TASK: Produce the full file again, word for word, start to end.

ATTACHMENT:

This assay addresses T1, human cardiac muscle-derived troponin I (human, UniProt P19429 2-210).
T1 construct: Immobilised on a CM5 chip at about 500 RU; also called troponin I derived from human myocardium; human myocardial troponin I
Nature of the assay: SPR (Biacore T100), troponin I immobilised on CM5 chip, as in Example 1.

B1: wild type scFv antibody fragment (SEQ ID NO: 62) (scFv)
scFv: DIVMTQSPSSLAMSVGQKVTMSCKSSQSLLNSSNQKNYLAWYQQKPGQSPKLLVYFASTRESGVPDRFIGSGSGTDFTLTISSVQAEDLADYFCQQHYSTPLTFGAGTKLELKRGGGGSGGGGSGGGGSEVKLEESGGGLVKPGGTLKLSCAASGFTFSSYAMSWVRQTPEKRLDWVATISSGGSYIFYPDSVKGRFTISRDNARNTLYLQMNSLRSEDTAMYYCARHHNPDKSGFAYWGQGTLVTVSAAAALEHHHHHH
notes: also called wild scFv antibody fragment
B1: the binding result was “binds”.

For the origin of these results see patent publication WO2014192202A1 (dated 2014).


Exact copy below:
This assay addresses T1, human cardiac muscle-derived troponin I (human, UniProt P19429 2-210).
T1 construct: Immobilised on a CM5 chip at about 500 RU; also called troponin I derived from human myocardium; human myocardial troponin I
Nature of the assay: SPR (Biacore T100), troponin I immobilised on CM5 chip, as in Example 1.

B1: wild type scFv antibody fragment (SEQ ID NO: 62) (scFv)
scFv: DIVMTQSPSSLAMSVGQKVTMSCKSSQSLLNSSNQKNYLAWYQQKPGQSPKLLVYFASTRESGVPDRFIGSGSGTDFTLTISSVQAEDLADYFCQQHYSTPLTFGAGTKLELKRGGGGSGGGGSGGGGSEVKLEESGGGLVKPGGTLKLSCAASGFTFSSYAMSWVRQTPEKRLDWVATISSGGSYIFYPDSVKGRFTISRDNARNTLYLQMNSLRSEDTAMYYCARHHNPDKSGFAYWGQGTLVTVSAAAALEHHHHHH
notes: also called wild scFv antibody fragment
B1: the binding result was “binds”.

For the origin of these results see patent publication WO2014192202A1 (dated 2014).